Five groups and individuals are being honored for their commitment to local conservation efforts.

The Mercer County Conservation District recently presented the recipients with plaques, signs, and citations from elected officials for the organization’s Pioneers in Conservation Awards.

“We want to give credit where credit is due,” said Jacqueline McCullough, the MCCD environmental education coordinator.

MCCD representatives and the awardees gathered outside the Pig Barn at Munnell Run Farm in Coolspring Township, a group of curious cows providing the backdrop.

The awards were supposed to be presented in 2020, but that was delayed because of the COVID-19 pandemic. An awards dinner is expected to be scheduled later this year, when the 2021 recipients will also be recognized.

The award recipients are nominated, and that information is reviewed by the MCCD board. The organization hopes that the community is inspired by the awardees’ work, said Jay Russell, manager of MCCD.

“It’s what they’re doing, not what we’re doing,” he said.

There is no shortage of deserving recipients, said Mercer County Commissioner Tim McGonigle, who serves on the MCCD board of directors.

These are the award recipients:

Mark and Marie Canon: Individual Award

The Canons, who own a dairy farm in West Middlesex, have worked on reducing soil erosion and protecting water quality.

Canon continues to improve upon his no-till methods, using a combination of no-till and vertical-till to manage crops.

With help from NRCS in 2002, the Canons fenced their livestock out of the streams, which improved water quality and helps prevent stream bank erosion.

They have also planted native wildflowers to provide a beneficial habitat for pollinators.

The farm has been in their family since 1906, and Canon said it’s nice to be recognized.

The Canons, who installed solar panels on the milking barn roof, will soon be selling their bottled milk from their own creamery and at Palumbo’s Meat Market.

They’d also like to sell their own cheese, which is made by their daughter, Josie Offerdahl.

Sandy Creek Watershed Volunteers: Volunteer Award

This group of volunteers includes Gary Free, Deb Mercer, Jane Sauer and Dan Wilson, who monitor water quality at six different streams in the Sandy Creek Watershed, which is connected to Lake Wilhelm at Maurice K. Goddard State Park.

They collect weekly water samples to test phosphorus levels, which can impact lake water quality. They have volunteered more than 100 hours.

Larissa Cassano-Hamilton, a watershed specialist with MCCD, said the data is being used as a tool to help keep the streams healthy.

Phosphorus is found naturally in soil and it settles in lakes and create algae blooms, Russell said.

McGonigle said he’s noticed Lake Wilhelm looks cleaner following the water sampling.

That kind of volunteer work is critical, said Bill Wasser, former manager of Goddard.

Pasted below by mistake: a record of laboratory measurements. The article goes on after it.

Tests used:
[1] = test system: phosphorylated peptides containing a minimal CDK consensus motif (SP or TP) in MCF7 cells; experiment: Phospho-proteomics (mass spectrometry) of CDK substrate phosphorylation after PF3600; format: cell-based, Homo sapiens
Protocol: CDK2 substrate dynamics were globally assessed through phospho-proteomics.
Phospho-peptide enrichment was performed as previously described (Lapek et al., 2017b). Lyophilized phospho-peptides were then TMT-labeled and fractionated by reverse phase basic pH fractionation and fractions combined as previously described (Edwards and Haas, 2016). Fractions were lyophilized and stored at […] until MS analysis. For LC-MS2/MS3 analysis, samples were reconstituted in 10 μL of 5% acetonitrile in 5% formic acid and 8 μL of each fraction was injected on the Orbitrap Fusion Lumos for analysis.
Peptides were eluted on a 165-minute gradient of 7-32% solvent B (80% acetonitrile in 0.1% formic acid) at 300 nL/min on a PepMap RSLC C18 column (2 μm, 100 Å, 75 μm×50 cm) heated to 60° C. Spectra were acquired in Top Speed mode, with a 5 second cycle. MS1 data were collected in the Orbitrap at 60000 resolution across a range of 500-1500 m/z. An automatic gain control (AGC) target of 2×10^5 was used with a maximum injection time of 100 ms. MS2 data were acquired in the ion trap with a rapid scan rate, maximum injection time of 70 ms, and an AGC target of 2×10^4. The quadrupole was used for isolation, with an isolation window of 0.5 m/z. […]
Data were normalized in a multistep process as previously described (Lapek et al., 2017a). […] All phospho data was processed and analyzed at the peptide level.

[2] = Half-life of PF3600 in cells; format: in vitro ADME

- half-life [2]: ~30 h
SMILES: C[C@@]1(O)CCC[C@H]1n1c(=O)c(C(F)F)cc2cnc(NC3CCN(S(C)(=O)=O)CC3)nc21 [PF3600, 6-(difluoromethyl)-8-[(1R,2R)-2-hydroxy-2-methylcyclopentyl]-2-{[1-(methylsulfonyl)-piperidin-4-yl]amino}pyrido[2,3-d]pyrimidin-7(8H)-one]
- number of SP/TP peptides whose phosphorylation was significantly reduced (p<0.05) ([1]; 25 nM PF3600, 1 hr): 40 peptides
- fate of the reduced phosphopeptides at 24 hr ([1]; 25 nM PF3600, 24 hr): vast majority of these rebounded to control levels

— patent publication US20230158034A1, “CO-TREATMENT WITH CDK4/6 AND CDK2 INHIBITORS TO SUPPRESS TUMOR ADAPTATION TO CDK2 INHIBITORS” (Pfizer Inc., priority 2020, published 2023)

“Community science is so essential. It really does make a difference,” McCullough said.

The volunteers said they love the lake and the park, which is why they are dedicated to the project.

They could always use more volunteers. For more information, contact Mark Scarpitti, Goddard manager, by calling 724-253-4833 or emailing, or reach out to Friends of Maurice K. Goddard State Park by visiting

Bill Wasser: Conservationist Award

Wasser retired in 2020 as manager of Goddard, where he ran things for 13 years. He started out as an environmental educator in 1992 at Clear Creek State Park in Jefferson County and has since held similar roles at other state parks.

He has been instrumental in the growth of the bald eagle population at Goddard and expanded the woodcock habitat.

Wasser also worked with the MCCD on the Sandy Creek Watershed Growing Greener Grant, which helps local farmers reduce the amount of phosphorus draining into Lake Wilhelm.

That is connected to the Sandy Creek Watershed volunteers’ work, and the project got its start after Wasser reached out to MCCD, Russell said, adding that Wasser is passionate about what he does.

Lake Wilhelm is the centerpiece of the park, and taking care of it is a team effort, Wasser said.

“That’s what conservation is,” he said.

Harthegig Conservation Club: Organization Award

This club, located at 600 Rodgers Hill road just outside of Fredonia, provides outdoor programs for local youth and the community.

Annual events include Family Fun Day, set for Aug. 1, and Mercer County Sportsman’s Youth Field Day, which will be held this year on June 12.

Anyone can come to Family Fun Day, which includes shooting, archery, an auction, food, gun raffle and more, said Tom Shipton, club president. It is a fundraiser for the club, which is a nonprofit.

They also volunteer their time at the Great Stoneboro Fair, where they oversee the wildlife building; the Family Camp Out and Regatta at Riverside Park in Greenville; and with local scouts.

The club always welcomes new members and volunteers. They enjoy getting youth involved in outdoor activities, especially young ladies, Shipton said.

Kerry VanWoert: Educator Award

VanWoert teaches third grade at Mercer Elementary, where she’s helped her students reduce the use of plastic utensils, eliminate plastic straws district-wide and oversee a pollinator garden.

McCullough has been sharing monthly lessons with the students, who are preparing to hang hummingbird feeders outside the school.

The children are learning to not contaminate the environment and wildlife, and they’re making positive changes, VanWoert said.

“They are the voice of the future,” she said.

They excited to see their hard work pay off, and she is so proud of them.

The students are sharing what they learn at home, meaning that what they learn in school and from McCullough has a far-reaching impact.

“These kinds of experiences open up what we do,” Russell said.

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